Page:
The work of Brian Friel, Ireland’s most prolific and successful contemporary playwright, is not often overtly political. But his “The Freedom of the City,” first produced at the Abbey Theatre in Dublin in 1973, is a polemic detailing misdeeds and a strangled cry against injustice. Set in Derry in Northern Ireland, it interprets events that followed a 1972 Roman Catholic civil rights protest against the British authorities that became known as “Bloody Sunday.” It is said that Friel took part in the protest, at which blood was shed and lives were lost. To gain some distance from the emotional core of the events, Friel employs Brechtian alienation devices to create a “Rashomon”-style documentary, in which the story of three innocent protagonists is told from contrasting points of view. Although the play is being given a first-rate production by the Irish Repertory Theatre, the format proves to be Friel’s undoing, his sympathetic effort taking on a jerky, patchwork effect that is curiously uninvolving.
Three peaceful marchers, reeling from tear gas, stumble by accident through a side door into the mayor of Derry’s municipal parlor. They are 22-year-old Michael (James Russell); Lily (Cara Seymour), a 43-year-old mother of 11; and young, flippant Skinner (Joseph Sikora). The interlopers enjoy the luxuries on hand, including a liquor cabinet, a record player, and a well-appointed toilet. All are unemployed. Michael is the nervous innocent; Lily is the jolly if ignorant and worn Mother Ireland; and Skinner is the embittered drifter. Their presence is soon termed an “occupation” by the British forces, with fatal consequences. (Friel has no interest in suspense; we know immediately that this trio will become accidental martyrs.)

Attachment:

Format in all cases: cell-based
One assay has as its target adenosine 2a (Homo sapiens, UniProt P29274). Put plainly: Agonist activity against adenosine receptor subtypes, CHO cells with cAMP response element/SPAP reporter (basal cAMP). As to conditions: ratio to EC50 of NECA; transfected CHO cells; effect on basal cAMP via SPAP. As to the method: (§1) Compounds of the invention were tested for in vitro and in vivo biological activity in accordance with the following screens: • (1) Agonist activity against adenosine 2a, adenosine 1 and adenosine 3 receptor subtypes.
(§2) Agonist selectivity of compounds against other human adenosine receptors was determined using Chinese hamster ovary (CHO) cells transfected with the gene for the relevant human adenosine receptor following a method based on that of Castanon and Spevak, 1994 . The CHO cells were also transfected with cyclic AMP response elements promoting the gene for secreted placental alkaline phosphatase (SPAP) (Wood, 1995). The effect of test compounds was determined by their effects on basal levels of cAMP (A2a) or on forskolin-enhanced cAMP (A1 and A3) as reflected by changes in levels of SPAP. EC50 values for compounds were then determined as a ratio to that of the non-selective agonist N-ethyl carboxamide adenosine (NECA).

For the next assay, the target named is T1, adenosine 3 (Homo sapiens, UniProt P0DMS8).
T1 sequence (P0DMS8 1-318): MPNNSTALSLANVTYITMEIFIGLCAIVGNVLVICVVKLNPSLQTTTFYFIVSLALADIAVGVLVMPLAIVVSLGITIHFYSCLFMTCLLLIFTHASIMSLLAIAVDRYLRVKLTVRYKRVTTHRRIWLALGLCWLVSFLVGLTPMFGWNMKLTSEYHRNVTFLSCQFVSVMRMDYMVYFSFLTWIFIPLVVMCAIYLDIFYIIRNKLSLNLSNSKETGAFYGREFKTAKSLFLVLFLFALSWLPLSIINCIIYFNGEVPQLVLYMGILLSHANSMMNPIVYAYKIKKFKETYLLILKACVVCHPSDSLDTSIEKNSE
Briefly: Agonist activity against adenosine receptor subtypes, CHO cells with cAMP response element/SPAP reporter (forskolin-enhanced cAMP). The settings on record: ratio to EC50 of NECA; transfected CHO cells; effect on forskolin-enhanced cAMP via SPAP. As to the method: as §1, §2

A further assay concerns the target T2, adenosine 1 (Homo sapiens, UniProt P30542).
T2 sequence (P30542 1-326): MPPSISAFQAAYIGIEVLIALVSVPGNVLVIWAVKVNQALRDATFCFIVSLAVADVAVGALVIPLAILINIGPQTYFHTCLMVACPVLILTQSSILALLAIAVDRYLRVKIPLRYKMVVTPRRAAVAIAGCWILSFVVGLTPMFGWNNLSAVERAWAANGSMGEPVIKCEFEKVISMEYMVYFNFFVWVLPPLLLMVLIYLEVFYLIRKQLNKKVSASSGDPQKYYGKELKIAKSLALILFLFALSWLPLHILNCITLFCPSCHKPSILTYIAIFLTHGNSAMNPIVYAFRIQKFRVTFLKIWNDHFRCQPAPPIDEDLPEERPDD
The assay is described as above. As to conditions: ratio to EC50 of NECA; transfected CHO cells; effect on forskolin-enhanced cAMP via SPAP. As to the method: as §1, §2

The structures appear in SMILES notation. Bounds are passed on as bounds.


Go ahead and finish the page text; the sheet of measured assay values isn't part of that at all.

The play begins as an inquiry by a British judge (John C. Vennema), who brands all three as “callous terrorists.” As we get to know Michael, Lily, and Skinner, commentators give their own versions of the events. These include a priest (Ciaran Byrne), who sees “godless communism”; a psychologist (Christa Scott-Reed), who analyzes the “subculture of poverty”; a balladeer (Clark Carmichael) offering songs of patriotic praise; and a television reporter (Scott-Reed again) busy manipulating the facts. Although the author’s principal outrage is directed toward the British authorities, he also pours scorn on these would-be interpreters as each reshapes the truth.
Friel keeps his principal trio rather symbolic, with none gaining much gravitas until the final scene. Under Ciarán O’Reilly’s fluent direction, Seymour’s perky and unworn Lily seems the most emblematic of the three, while Russell’s Michael is the most convincing. Among the strong supporting cast, Byrne is a particularly persuasive priest, Vennema makes his judge suitably pompous, Scott-Reed doubles effectively, and Carmichael is in very good voice as the balladeer.
Presented by and at the Irish Repertory Theatre, 132 W. 22nd St. NYC. Oct.14–Nov.25; Jan. 2–20.(212) 727-2737 or www.irishrep.org. Casting by Deborah Brown.
Critic's Score: C+